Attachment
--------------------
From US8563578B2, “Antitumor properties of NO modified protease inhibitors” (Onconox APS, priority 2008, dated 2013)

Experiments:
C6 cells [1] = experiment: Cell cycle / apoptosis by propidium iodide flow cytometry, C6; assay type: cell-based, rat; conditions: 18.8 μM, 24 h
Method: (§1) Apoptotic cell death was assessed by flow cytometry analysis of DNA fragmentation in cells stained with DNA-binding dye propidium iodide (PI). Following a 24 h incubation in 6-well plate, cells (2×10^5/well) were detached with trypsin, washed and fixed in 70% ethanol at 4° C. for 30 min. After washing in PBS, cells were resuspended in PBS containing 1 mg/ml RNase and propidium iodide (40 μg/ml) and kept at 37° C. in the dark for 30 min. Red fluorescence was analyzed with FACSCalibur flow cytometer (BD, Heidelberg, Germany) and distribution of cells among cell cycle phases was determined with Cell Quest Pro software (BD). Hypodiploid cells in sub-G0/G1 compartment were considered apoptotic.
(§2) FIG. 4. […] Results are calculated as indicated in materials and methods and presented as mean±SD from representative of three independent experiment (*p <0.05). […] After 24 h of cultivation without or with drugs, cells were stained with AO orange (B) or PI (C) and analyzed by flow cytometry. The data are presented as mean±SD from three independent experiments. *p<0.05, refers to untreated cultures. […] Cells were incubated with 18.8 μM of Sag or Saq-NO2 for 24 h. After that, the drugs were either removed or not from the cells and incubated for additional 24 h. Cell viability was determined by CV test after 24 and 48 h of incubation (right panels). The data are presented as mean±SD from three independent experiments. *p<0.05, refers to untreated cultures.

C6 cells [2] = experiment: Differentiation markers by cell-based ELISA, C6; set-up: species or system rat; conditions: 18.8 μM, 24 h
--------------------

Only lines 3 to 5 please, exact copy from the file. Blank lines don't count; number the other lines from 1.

C6 cells [1] = experiment: Cell cycle / apoptosis by propidium iodide flow cytometry, C6; assay type: cell-based, rat; conditions: 18.8 μM, 24 h
Method: (§1) Apoptotic cell death was assessed by flow cytometry analysis of DNA fragmentation in cells stained with DNA-binding dye propidium iodide (PI). Following a 24 h incubation in 6-well plate, cells (2×10^5/well) were detached with trypsin, washed and fixed in 70% ethanol at 4° C. for 30 min. After washing in PBS, cells were resuspended in PBS containing 1 mg/ml RNase and propidium iodide (40 μg/ml) and kept at 37° C. in the dark for 30 min. Red fluorescence was analyzed with FACSCalibur flow cytometer (BD, Heidelberg, Germany) and distribution of cells among cell cycle phases was determined with Cell Quest Pro software (BD). Hypodiploid cells in sub-G0/G1 compartment were considered apoptotic.
(§2) FIG. 4. […] Results are calculated as indicated in materials and methods and presented as mean±SD from representative of three independent experiment (*p <0.05). […] After 24 h of cultivation without or with drugs, cells were stained with AO orange (B) or PI (C) and analyzed by flow cytometry. The data are presented as mean±SD from three independent experiments. *p<0.05, refers to untreated cultures. […] Cells were incubated with 18.8 μM of Sag or Saq-NO2 for 24 h. After that, the drugs were either removed or not from the cells and incubated for additional 24 h. Cell viability was determined by CV test after 24 and 48 h of incubation (right panels). The data are presented as mean±SD from three independent experiments. *p<0.05, refers to untreated cultures.